Concerts are meticulously coordinated events, with dedicated roadies ensuring that each instrument is tuned and that each baby knows when it's time to crawl onstage. See a seamless show with this GrouponLive deal.
- Admission to the Carmel Bach Festival
- Where: Sunset Center Theater
- Seating: general admission unless otherwise noted
- Door time: one hour before showtime
- Ticket values include all fees.
- Click here to view the seating chart.
- $49 for two tickets to Stephen Prutsman Plays Bach . . . and more! on Thursday, July 18, at 8 p.m. plus two bottles of wine and admission to Groupon-exclusive pre-concert reception (up to a $240 total value)
- $49 for two tickets to Concert Fantastique on Friday, July 19, at 8 p.m. and admission to pre-concert reception (up to a $152 value)
- $49 for two tickets in the front orchestra, rear orchestra, or middle balcony sections to Stephen Prutsman Plays Bach . . . and more! on Thursday, July 25, at 8 p.m. (up to a $140 value)
- $49 for two tickets in the front orchestra, rear orchestra, or middle balcony sections to Concert Fantastique on Friday, July 26, at 8 p.m. (up to a $140 value)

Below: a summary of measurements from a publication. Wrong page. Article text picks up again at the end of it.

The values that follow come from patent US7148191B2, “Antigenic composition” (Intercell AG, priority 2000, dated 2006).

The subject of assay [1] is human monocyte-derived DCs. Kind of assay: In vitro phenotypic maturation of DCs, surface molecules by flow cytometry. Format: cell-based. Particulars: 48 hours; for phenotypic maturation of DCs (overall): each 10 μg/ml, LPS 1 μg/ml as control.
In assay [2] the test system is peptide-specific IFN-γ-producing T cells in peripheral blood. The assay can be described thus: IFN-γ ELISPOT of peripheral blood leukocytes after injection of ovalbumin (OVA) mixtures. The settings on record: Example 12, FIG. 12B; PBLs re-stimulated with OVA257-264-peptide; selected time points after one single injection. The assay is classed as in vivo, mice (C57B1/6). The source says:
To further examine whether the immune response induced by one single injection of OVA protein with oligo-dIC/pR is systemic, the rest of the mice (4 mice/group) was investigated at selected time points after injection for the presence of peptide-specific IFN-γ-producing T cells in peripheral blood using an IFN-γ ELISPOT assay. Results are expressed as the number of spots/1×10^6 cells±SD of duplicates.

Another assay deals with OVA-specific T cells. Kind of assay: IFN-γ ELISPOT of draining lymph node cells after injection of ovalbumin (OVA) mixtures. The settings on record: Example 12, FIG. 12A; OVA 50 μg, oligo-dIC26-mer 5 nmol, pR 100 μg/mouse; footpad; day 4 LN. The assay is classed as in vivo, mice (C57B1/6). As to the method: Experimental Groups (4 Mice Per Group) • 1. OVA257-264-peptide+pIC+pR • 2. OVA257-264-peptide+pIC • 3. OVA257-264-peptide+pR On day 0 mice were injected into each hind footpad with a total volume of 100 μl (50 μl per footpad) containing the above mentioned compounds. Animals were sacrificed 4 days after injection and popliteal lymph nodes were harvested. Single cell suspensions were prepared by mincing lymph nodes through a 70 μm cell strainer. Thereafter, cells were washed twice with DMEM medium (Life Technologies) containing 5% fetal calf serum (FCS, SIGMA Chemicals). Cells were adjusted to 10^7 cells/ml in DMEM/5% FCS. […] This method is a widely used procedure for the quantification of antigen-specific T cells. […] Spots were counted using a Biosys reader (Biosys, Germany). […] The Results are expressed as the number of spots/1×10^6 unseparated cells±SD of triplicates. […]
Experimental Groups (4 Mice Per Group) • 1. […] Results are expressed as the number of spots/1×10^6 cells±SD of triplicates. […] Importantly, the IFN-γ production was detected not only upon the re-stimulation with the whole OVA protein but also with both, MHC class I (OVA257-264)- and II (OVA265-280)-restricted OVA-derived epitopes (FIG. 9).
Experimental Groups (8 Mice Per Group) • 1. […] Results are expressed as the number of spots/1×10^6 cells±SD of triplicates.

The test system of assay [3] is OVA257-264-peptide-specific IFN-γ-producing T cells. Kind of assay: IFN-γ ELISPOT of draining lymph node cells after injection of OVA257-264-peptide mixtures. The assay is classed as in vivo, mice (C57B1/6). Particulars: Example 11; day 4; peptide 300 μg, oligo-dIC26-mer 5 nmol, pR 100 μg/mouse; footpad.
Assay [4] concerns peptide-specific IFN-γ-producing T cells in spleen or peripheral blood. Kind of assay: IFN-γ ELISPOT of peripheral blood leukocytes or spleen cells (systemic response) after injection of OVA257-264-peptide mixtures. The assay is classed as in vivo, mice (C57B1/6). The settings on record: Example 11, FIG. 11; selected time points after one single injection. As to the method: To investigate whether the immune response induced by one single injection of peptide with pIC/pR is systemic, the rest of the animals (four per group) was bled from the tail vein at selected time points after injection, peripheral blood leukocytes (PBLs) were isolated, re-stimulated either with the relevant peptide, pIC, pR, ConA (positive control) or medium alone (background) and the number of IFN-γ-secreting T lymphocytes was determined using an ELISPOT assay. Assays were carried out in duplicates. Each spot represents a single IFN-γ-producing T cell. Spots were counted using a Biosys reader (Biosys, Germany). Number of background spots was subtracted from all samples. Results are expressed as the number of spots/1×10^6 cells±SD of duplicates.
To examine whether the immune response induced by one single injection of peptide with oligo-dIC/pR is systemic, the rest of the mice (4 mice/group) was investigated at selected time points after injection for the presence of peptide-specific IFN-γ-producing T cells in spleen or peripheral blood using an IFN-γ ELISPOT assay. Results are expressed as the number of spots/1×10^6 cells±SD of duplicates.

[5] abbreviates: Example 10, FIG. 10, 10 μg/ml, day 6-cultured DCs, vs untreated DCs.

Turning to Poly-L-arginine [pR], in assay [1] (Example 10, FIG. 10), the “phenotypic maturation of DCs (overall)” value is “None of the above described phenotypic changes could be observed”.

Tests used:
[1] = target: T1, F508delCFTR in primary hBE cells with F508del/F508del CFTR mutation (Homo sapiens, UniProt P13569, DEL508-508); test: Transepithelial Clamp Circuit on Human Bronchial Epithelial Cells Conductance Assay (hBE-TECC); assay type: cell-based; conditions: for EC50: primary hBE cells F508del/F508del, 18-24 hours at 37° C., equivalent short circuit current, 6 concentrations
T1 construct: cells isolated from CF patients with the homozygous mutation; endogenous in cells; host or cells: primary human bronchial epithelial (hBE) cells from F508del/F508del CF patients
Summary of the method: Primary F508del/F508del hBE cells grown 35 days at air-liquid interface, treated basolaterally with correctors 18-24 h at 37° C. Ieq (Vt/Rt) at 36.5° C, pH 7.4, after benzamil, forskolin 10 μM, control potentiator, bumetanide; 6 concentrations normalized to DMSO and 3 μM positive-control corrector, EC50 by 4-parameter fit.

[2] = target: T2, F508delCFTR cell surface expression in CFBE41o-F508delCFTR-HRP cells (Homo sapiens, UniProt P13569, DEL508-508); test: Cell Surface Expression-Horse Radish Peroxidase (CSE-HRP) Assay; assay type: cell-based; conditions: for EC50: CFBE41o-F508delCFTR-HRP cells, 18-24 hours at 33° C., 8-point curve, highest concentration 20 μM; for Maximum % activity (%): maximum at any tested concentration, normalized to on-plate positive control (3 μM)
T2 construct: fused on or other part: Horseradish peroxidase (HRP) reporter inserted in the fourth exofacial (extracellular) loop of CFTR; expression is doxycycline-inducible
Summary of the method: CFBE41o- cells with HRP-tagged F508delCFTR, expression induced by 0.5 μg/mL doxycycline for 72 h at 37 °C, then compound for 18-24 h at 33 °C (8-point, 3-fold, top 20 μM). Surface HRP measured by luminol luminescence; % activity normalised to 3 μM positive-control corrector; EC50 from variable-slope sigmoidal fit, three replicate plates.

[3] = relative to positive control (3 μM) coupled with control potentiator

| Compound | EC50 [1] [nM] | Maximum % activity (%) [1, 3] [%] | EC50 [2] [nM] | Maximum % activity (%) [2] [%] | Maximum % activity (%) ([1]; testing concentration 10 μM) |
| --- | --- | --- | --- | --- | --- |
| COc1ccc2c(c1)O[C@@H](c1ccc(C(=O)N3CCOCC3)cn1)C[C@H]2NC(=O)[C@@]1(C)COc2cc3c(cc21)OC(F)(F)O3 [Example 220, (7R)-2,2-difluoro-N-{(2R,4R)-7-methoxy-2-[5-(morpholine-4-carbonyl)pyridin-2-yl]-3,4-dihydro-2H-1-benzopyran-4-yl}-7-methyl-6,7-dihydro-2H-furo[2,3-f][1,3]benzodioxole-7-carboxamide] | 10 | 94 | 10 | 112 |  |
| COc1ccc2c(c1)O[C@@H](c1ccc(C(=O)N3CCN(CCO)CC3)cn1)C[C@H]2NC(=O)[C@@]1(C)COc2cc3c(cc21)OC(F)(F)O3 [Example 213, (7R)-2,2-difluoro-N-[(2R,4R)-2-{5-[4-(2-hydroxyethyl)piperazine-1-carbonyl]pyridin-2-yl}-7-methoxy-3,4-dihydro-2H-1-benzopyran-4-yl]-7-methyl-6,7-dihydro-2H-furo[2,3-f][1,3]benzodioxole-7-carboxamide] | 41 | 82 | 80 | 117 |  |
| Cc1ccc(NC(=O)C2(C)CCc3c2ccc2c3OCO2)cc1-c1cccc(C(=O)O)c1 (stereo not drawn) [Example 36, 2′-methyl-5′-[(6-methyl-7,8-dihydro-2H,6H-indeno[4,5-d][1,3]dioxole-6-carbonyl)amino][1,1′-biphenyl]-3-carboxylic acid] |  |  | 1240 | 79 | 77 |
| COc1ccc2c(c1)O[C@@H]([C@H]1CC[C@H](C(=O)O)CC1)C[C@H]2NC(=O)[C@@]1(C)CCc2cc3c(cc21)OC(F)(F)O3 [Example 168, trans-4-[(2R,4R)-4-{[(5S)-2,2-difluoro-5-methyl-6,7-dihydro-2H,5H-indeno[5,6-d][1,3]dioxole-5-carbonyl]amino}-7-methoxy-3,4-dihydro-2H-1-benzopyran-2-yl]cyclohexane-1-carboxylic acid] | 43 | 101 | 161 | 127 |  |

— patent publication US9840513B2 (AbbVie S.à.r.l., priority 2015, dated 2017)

- $25 for two tickets in the front orchestra, rear orchestra, or middle balcony sections to Virginia Best Adams Masterclass Showcase on Saturday, July 27, at 1:30 p.m. (up to a $54 value)
Carmel Bach Festival 2013
- Who you'll hear at the Schubert Octet: Grammy-nominated horn player Christopher Cooper and New York Times-praised bassoonist Dominic Teresi
- The "more" in each Stephen Prutsman Plays Bach . . . and more!: Prutsman's Two Jazz Piano Etudes (Shadows and Dog) and Darius Milhaud's La création du monde
- Composers you'll hear at each Concert Fantastique: Jean-Philippe Rameau, Maurice Ravel, Hector Berlioz
- The namesake of the Virginia Best Adams Masterclass Showcase was an environmentalist, the first woman elected to the board of the Sierra Club, and the wife and collaborator of Ansel Adams
Carmel Bach Festival
The first Carmel Bach Festival, held in 1935, was a modest, four-day affair held partially in a school auditorium. Today, the event stretches across two weeks, hosting not only concerts, but also classes, lectures, galas, and even open rehearsals. At heart, however, the festival hasn't changed—it's still a celebration of the music and legacy of Johann Sebastian Bach. As with his 1706 reality show, Bach is the star here, but performers also pay tribute to his influence with works by other composers. The musicians themselves are an equal draw for audiences, showcasing press-lauded and award-winning skills during each symphonic masterwork.